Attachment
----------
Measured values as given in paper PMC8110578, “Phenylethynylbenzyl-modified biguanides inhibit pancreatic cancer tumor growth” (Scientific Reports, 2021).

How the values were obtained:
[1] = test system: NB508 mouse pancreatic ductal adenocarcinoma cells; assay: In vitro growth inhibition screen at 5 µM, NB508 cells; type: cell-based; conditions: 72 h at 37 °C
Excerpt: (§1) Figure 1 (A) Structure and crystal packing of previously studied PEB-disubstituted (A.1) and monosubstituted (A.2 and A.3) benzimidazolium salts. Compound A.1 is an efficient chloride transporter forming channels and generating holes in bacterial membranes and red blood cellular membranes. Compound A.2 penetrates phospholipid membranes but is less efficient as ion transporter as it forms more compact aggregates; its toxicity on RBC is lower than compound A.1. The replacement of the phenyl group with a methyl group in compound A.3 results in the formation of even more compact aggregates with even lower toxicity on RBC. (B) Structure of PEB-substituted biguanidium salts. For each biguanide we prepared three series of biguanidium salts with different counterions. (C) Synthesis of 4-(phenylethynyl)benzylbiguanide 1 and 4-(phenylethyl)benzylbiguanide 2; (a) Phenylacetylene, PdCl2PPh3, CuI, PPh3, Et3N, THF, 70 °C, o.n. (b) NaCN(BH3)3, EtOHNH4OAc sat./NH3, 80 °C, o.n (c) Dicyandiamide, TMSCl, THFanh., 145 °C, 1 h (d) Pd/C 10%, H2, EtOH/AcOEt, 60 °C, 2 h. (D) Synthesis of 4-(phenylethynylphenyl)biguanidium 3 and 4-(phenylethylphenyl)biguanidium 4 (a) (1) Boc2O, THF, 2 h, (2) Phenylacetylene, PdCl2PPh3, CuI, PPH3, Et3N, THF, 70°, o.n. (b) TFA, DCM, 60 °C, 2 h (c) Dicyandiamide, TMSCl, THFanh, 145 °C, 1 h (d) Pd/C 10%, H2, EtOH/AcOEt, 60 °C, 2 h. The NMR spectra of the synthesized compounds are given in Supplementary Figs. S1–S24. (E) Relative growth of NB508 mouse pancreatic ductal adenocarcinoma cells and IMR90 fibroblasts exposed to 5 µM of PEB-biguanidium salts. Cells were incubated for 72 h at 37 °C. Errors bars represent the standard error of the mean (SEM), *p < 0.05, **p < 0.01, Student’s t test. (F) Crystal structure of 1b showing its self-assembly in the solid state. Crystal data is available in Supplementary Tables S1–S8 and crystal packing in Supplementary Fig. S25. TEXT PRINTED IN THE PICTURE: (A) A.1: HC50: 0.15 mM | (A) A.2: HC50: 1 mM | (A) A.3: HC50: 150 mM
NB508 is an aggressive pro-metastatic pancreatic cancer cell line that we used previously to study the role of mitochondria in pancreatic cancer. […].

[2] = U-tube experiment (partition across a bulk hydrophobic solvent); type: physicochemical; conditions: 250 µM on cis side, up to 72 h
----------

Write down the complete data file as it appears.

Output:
Measured values as given in paper PMC8110578, “Phenylethynylbenzyl-modified biguanides inhibit pancreatic cancer tumor growth” (Scientific Reports, 2021).

How the values were obtained:
[1] = test system: NB508 mouse pancreatic ductal adenocarcinoma cells; assay: In vitro growth inhibition screen at 5 µM, NB508 cells; type: cell-based; conditions: 72 h at 37 °C
Excerpt: (§1) Figure 1 (A) Structure and crystal packing of previously studied PEB-disubstituted (A.1) and monosubstituted (A.2 and A.3) benzimidazolium salts. Compound A.1 is an efficient chloride transporter forming channels and generating holes in bacterial membranes and red blood cellular membranes. Compound A.2 penetrates phospholipid membranes but is less efficient as ion transporter as it forms more compact aggregates; its toxicity on RBC is lower than compound A.1. The replacement of the phenyl group with a methyl group in compound A.3 results in the formation of even more compact aggregates with even lower toxicity on RBC. (B) Structure of PEB-substituted biguanidium salts. For each biguanide we prepared three series of biguanidium salts with different counterions. (C) Synthesis of 4-(phenylethynyl)benzylbiguanide 1 and 4-(phenylethyl)benzylbiguanide 2; (a) Phenylacetylene, PdCl2PPh3, CuI, PPh3, Et3N, THF, 70 °C, o.n. (b) NaCN(BH3)3, EtOHNH4OAc sat./NH3, 80 °C, o.n (c) Dicyandiamide, TMSCl, THFanh., 145 °C, 1 h (d) Pd/C 10%, H2, EtOH/AcOEt, 60 °C, 2 h. (D) Synthesis of 4-(phenylethynylphenyl)biguanidium 3 and 4-(phenylethylphenyl)biguanidium 4 (a) (1) Boc2O, THF, 2 h, (2) Phenylacetylene, PdCl2PPh3, CuI, PPH3, Et3N, THF, 70°, o.n. (b) TFA, DCM, 60 °C, 2 h (c) Dicyandiamide, TMSCl, THFanh, 145 °C, 1 h (d) Pd/C 10%, H2, EtOH/AcOEt, 60 °C, 2 h. The NMR spectra of the synthesized compounds are given in Supplementary Figs. S1–S24. (E) Relative growth of NB508 mouse pancreatic ductal adenocarcinoma cells and IMR90 fibroblasts exposed to 5 µM of PEB-biguanidium salts. Cells were incubated for 72 h at 37 °C. Errors bars represent the standard error of the mean (SEM), *p < 0.05, **p < 0.01, Student’s t test. (F) Crystal structure of 1b showing its self-assembly in the solid state. Crystal data is available in Supplementary Tables S1–S8 and crystal packing in Supplementary Fig. S25. TEXT PRINTED IN THE PICTURE: (A) A.1: HC50: 0.15 mM | (A) A.2: HC50: 1 mM | (A) A.3: HC50: 150 mM
NB508 is an aggressive pro-metastatic pancreatic cancer cell line that we used previously to study the role of mitochondria in pancreatic cancer. […].

[2] = U-tube experiment (partition across a bulk hydrophobic solvent); type: physicochemical; conditions: 250 µM on cis side, up to 72 h